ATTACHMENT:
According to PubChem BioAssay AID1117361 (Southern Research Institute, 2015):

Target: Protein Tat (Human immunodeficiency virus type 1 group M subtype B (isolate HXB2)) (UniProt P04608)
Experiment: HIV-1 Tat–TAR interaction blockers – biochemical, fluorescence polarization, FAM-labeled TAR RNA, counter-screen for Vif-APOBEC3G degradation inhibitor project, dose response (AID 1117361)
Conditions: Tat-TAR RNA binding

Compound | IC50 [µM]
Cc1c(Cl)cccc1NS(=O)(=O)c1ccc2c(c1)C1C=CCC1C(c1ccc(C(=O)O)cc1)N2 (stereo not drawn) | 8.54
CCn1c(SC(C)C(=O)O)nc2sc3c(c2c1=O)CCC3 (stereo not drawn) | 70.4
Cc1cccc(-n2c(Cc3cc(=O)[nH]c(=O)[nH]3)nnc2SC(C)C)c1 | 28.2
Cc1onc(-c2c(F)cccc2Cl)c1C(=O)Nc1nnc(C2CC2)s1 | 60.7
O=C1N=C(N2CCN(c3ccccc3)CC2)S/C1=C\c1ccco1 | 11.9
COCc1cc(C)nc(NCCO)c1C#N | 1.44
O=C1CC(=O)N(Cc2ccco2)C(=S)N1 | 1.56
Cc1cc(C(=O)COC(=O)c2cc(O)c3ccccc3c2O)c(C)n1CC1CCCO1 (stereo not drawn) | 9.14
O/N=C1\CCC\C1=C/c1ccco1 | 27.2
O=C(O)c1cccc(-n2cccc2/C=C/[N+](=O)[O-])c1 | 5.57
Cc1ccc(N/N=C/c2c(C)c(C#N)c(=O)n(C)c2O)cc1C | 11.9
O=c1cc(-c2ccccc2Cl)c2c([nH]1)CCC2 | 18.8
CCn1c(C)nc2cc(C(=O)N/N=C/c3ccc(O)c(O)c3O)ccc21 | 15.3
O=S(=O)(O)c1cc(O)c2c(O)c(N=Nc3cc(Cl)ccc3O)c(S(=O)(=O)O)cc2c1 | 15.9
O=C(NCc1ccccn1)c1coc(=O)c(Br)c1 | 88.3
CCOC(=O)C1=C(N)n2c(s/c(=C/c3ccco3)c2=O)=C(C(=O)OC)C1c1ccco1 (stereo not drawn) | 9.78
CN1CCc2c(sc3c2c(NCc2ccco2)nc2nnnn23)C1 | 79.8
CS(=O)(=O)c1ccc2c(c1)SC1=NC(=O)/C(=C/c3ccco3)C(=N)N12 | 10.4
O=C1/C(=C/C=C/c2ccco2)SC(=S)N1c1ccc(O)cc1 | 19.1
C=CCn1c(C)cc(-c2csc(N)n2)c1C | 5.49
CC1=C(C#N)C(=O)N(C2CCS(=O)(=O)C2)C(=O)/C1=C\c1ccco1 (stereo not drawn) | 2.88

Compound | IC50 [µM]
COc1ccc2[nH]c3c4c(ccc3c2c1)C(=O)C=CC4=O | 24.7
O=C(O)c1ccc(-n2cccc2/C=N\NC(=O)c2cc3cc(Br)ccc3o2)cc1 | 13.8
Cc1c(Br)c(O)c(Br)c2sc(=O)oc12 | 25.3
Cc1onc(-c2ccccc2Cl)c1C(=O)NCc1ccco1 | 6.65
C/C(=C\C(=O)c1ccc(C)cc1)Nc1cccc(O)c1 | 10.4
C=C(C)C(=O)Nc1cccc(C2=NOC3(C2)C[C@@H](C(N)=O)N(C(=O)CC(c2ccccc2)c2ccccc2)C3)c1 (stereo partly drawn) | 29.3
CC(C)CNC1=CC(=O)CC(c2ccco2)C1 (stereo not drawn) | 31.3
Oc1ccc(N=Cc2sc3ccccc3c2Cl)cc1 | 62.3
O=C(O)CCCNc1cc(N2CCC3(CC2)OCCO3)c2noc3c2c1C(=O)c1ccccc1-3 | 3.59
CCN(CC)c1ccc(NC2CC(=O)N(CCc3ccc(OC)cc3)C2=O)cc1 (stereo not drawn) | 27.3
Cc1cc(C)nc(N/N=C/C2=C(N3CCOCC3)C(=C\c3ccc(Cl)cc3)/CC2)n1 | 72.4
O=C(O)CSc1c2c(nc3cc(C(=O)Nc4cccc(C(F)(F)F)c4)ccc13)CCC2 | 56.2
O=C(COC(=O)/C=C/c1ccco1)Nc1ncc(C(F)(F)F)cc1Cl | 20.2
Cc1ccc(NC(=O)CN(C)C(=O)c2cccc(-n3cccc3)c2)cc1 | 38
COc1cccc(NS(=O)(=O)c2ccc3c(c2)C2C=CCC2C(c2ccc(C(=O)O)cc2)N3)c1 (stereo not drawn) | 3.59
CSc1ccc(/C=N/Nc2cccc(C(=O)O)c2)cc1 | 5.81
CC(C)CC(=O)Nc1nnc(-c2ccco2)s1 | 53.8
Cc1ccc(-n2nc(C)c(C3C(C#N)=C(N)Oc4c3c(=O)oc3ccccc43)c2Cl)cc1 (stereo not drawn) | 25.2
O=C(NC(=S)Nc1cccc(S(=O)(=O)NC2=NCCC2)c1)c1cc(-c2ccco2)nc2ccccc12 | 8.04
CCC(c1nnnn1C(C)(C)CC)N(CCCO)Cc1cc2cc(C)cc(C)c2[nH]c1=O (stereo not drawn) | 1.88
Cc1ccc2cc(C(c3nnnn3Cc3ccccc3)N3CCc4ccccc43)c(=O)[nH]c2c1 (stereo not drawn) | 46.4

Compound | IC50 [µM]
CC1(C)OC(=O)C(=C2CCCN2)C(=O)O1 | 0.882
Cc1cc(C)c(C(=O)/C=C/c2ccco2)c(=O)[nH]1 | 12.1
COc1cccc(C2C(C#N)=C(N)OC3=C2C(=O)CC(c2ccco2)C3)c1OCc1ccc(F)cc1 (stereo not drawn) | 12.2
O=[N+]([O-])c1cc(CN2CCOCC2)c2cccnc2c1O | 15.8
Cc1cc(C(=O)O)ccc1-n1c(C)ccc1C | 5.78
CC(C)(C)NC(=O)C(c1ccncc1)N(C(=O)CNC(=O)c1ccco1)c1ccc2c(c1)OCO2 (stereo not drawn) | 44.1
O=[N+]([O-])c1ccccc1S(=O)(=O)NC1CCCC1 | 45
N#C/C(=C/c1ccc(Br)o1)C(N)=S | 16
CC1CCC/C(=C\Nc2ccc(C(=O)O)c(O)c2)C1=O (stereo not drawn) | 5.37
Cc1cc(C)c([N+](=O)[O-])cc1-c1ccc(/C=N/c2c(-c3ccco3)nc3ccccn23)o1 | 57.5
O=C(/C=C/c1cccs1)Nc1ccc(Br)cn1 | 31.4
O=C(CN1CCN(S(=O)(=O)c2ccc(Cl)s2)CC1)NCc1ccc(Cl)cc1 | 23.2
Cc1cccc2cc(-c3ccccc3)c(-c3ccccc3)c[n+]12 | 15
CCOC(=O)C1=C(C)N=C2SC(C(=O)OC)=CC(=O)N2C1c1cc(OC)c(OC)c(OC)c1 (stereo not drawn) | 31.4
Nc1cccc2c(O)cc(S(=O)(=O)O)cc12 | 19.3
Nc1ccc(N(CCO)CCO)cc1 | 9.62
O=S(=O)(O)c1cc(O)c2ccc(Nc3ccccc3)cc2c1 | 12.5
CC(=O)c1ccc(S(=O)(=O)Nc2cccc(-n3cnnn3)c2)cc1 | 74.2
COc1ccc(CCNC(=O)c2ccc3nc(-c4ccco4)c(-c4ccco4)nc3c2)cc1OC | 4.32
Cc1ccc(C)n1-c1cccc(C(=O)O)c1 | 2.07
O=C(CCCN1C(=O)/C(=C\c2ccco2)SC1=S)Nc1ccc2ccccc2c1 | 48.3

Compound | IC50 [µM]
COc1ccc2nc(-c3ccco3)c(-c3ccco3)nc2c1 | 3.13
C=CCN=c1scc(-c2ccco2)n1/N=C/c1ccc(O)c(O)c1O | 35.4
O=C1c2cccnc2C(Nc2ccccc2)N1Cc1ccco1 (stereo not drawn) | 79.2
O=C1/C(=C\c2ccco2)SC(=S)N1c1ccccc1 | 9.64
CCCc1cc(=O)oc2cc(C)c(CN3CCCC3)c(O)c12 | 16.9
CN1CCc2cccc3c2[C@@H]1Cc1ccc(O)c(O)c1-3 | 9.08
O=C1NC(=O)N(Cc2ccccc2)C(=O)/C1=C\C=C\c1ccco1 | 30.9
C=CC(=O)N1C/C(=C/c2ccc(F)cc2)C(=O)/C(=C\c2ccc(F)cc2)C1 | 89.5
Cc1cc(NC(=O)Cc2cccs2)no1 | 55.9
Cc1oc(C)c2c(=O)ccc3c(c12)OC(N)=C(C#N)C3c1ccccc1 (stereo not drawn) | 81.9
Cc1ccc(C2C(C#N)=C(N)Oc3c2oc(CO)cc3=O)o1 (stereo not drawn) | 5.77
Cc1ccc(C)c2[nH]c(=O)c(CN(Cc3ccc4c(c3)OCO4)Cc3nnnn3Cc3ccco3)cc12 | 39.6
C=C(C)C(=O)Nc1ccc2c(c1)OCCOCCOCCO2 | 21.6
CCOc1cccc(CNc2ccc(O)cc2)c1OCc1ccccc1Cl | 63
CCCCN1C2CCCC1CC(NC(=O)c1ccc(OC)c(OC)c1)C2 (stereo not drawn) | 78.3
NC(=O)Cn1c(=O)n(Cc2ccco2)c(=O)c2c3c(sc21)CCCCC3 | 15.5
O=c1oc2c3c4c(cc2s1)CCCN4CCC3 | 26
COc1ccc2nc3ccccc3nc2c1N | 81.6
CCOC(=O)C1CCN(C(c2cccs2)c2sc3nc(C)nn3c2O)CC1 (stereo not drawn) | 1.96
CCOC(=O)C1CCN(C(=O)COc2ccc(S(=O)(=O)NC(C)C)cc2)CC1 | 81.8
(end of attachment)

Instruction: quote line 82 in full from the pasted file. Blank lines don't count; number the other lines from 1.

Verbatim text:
Cc1ccc(C2C(C#N)=C(N)Oc3c2oc(CO)cc3=O)o1 (stereo not drawn) | 5.77